FBI and Justice Department prosecutors are conducting an investigation into possible U.S. ties to alleged corruption of the former pro-Russian president of Ukraine, including the work of Paul Manafort`s firm, according to multiple U.S. law enforcement officials, CNN reports.
The investigation is broad and is looking into whether U.S. companies and the financial system were used to aid alleged corruption by the party of former president Viktor Yanukovych, according to CNN.
Manafort, who resigned as chairman of Donald Trump`s campaign Friday, has not been the focus of the probe, according to the law enforcement officials. The investigation is ongoing and prosecutors haven`t ruled anything out, the officials said.
The probe is also examining the work of other firms linked to the former Ukrainian government, including that of the Podesta Group, the lobbying and public relations company run by Tony Podesta, brother of Clinton campaign chairman John Podesta.
Anti-corruption investigators in Ukraine have alleged Yanukovych and members of his party ran a corrupt regime. He fled to Russia following a public uprising in 2014.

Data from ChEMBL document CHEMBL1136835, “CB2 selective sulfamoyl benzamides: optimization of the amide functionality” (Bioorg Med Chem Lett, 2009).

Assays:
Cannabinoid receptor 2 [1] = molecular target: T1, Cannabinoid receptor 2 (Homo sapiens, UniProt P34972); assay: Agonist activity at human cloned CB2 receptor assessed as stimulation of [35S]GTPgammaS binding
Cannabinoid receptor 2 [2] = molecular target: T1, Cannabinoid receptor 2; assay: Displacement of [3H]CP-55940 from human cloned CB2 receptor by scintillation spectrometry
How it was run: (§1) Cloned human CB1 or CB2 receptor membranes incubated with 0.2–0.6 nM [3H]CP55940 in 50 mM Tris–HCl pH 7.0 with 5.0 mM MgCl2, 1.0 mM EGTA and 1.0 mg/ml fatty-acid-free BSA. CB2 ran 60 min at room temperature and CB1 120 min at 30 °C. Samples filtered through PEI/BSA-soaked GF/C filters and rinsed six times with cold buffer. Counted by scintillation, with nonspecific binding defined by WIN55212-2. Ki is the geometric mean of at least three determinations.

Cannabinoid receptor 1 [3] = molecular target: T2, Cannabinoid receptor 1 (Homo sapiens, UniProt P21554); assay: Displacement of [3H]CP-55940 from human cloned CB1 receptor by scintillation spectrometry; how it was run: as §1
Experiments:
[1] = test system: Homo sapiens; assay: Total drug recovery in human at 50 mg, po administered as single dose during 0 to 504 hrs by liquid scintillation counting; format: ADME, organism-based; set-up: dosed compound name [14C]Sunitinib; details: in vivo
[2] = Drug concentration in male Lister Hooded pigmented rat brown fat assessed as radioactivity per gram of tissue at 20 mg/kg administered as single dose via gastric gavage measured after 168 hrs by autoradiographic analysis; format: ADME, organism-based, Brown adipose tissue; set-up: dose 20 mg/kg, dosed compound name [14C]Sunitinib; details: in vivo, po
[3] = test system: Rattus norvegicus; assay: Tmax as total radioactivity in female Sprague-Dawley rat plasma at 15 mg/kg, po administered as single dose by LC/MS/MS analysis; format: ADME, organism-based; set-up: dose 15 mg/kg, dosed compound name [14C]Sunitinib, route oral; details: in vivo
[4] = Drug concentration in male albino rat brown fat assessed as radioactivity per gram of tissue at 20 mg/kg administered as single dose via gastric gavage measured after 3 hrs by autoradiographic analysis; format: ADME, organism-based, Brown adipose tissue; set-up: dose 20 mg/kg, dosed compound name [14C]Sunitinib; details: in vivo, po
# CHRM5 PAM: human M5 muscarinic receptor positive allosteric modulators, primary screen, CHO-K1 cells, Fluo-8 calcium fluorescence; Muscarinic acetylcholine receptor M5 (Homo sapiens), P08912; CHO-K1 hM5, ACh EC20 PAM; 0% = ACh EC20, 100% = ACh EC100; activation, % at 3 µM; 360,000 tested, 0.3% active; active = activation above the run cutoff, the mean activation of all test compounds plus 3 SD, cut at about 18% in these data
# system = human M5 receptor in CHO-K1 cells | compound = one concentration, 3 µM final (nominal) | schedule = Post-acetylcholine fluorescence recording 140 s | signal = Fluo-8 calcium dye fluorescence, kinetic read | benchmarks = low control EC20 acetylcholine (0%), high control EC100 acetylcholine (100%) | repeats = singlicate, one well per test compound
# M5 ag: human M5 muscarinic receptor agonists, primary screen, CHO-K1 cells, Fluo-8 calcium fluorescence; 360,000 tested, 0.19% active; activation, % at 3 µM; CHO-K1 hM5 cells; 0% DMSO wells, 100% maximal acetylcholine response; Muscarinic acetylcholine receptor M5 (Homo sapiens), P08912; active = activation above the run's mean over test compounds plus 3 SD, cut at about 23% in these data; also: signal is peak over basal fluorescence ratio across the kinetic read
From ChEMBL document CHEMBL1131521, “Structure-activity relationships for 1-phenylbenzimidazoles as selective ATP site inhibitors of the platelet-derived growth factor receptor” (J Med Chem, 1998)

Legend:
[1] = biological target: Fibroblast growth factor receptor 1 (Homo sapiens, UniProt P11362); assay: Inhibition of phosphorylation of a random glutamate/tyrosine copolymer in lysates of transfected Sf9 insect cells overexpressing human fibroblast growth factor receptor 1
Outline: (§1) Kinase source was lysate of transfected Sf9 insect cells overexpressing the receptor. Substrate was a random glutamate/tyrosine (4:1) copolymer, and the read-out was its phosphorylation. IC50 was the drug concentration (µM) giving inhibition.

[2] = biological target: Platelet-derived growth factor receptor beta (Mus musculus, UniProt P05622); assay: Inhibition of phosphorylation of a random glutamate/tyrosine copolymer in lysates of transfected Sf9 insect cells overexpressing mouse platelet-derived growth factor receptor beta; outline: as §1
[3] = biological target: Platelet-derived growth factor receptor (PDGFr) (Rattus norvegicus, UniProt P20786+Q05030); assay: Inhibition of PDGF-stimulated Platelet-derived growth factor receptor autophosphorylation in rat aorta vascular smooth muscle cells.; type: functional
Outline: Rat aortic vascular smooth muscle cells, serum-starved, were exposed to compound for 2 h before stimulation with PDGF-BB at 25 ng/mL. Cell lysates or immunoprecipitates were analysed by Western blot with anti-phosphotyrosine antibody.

The FBI, Justice Department and Manafort declined to comment. A Washington attorney who represents Manafort and Yanukovych didn`t respond to a request for comment.
The Podesta group issued a statement saying it hired lawyers to examine its relationship with a not-for-profit organization linked to the ousted Ukrainian regime.
”The firm has retained Caplin & Drysdale as independent, outside legal counsel to determine if we were misled by the Centre for a Modern Ukraine or any other individuals with regard to the Centre`s potential ties to foreign governments or political parties,” the statement said.
It continued: ”When the Centre became a client, it certified in writing that `none of the activities of the Centre are directly or indirectly supervised, directed, controlled, financed or subsidized in whole or in part by a government of a foreign country or a foreign political party.` We relied on that certification and advice from counsel in registering and reporting under the Lobbying Disclosure Act rather than the Foreign Agents Registration Act. We will take whatever measures are necessary to address this situation based on Caplin & Drysdale`s review, including possible legal action against the Centre.”